Oakland County in process of purchasing new voting equipment

Oakland County has selected Hart InterCivic’s Verity Voting System as its new voting equipment. Hart InterCivic was one of three vendors that entered into 10-year contracts with the State of Michigan in January. This is part of a statewide initiative to replace the 12-year-old equipment being used statewide.

New voting equipment is coming to Oakland County as soon as August.

County officials, along with input from local clerks, have selected Hart InterCivic’s Verity Voting System. The company has an office based in Oakland County, which makes local customer service easier.

In January, The State of Michigan entered into three, 10-year contracts with vendors, who manufacture voting equipment, as part of a statewide initiative to replace the 12-year-old equipment being used across Michigan.

“We want everyone in Oakland County to be completely confident in the election process,” said Lisa Brown, Oakland County Clerk and Register od Deeds. “Verity has security features like preventing a ballot from being counted twice that will instill that confidence.”

Joe Rozell, the county’s elections director, said the system’s electronic transmission capabilities caught his eye.

“When precincts send their results to the county via modem for accumulation and reporting, the process will be more secure and we’ll easily be able to track which precincts have sent results and which haven’t,” he said. “Only Verity adds the assurance of a federally-certified solution.”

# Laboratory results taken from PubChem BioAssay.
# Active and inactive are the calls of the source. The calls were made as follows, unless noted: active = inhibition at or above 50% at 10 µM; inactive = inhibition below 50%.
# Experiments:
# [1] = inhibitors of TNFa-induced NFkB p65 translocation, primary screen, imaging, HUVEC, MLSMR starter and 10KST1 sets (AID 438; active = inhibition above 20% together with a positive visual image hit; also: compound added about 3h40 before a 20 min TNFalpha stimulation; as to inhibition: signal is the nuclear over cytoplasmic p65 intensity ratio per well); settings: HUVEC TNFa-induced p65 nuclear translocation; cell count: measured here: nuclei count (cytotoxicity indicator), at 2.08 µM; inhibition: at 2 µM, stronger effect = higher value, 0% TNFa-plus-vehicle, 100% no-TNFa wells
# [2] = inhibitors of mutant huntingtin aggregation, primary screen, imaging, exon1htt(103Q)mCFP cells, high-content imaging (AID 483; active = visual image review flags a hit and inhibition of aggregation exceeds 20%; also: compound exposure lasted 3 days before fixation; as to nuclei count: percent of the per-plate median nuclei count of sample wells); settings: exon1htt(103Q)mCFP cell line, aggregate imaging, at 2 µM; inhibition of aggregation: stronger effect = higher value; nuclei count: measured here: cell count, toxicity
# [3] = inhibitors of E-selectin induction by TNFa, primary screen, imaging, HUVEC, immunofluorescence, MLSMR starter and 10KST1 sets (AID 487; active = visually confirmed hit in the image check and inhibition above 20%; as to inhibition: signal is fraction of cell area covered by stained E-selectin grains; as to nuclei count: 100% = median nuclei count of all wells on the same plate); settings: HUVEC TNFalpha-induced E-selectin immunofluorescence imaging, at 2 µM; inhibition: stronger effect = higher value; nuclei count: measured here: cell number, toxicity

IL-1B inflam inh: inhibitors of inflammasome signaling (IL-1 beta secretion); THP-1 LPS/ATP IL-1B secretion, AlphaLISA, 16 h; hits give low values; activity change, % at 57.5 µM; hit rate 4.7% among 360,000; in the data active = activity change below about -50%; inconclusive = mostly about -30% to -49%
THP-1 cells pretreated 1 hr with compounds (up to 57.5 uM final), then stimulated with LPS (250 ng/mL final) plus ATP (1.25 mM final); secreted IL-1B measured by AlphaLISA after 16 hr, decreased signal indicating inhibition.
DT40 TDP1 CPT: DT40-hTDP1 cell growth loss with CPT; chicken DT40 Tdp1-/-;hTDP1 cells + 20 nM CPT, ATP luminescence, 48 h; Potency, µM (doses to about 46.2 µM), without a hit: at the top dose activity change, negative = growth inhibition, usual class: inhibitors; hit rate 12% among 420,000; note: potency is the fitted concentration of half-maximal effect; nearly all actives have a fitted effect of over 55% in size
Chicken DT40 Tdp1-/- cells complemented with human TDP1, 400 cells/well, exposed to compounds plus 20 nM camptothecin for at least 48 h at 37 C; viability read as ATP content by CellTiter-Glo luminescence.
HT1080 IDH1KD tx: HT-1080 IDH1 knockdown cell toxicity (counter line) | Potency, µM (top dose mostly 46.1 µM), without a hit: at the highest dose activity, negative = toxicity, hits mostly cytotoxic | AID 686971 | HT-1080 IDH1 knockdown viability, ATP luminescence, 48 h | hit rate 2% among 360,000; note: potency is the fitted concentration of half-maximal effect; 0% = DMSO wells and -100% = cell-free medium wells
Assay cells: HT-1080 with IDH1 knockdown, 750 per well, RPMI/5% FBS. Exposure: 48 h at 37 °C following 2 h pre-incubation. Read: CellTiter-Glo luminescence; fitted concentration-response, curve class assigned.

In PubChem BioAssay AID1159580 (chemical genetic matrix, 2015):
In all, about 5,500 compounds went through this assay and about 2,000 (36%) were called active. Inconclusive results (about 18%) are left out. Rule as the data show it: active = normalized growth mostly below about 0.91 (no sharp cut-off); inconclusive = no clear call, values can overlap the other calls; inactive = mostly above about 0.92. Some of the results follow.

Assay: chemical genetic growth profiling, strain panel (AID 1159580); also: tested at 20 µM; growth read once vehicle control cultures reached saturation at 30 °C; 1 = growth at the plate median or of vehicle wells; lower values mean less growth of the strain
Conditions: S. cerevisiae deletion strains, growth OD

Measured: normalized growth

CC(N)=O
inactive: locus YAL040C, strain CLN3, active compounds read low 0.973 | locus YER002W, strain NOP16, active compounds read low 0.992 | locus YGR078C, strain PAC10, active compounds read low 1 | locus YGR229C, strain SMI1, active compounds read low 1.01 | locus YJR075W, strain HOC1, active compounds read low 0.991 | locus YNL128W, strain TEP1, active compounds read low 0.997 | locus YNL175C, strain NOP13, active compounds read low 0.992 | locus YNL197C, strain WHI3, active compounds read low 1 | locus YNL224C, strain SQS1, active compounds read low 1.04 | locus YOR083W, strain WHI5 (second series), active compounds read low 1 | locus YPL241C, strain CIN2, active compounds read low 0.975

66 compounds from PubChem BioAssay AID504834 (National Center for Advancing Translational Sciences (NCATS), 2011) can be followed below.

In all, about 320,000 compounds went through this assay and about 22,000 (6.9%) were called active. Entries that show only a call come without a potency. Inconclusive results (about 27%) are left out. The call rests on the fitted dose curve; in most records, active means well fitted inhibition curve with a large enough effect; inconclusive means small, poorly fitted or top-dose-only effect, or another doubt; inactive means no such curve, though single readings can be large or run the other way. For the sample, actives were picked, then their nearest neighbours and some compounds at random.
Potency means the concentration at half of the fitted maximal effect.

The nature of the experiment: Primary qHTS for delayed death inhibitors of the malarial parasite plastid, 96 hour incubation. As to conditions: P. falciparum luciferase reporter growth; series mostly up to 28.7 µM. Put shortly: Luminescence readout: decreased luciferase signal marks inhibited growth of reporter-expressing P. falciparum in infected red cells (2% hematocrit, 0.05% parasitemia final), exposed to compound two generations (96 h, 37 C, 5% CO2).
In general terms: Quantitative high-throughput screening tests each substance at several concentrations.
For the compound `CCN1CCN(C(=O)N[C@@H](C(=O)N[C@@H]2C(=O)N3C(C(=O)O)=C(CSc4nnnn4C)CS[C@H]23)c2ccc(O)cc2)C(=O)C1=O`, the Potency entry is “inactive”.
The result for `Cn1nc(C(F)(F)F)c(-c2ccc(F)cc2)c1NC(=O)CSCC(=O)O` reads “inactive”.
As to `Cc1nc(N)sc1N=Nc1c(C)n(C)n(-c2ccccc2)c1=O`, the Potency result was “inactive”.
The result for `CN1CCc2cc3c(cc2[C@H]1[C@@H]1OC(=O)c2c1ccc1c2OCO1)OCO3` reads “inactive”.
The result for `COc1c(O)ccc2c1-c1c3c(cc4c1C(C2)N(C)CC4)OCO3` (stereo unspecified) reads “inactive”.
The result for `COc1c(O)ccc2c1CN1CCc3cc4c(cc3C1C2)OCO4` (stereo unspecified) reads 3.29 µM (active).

The new equipment includes optical scan tabulators, accessible voting devices, and Election Management System software.

Secretary of State Ruth Johnson said in January that the new voting systems could be in use as soon as August and that all cities and townships statewide will have the equipment by August 2018 in time for the next scheduled statewide election

Oakland County has applied for a Help America Vote Act grant, a state grant, to purchase the new equipment in the amount of $228,920. The county will pay $150,000 more to purchase additional equipment and professional services not covered by the grant.

State issued funding will cover most of the up-front costs for the equipment while the remaining costs will be paid for by the cities and townships who will receive the equipment.

The amount paid by local municipalities depends on which vendor is selected, and for extended service and maintenance, which will begin in the sixth year of the contract period

In addition to beefed up security, Brown said the new voting equipment will be wheelchair-friendly.

“You can see that a lot of thought went into the design of the voting system,” she said. “A person in a wheelchair can actually reach the accessible ballot marking device and tabulator. We like that all the ballots use the same type of paper. Voters who use the accessible device don’t get a different type of ballot.”

Earlier this year, a vendor fair was held by Brown and county election officials allowing local clerks to provide feedback and see the equipment available for purchase themselves.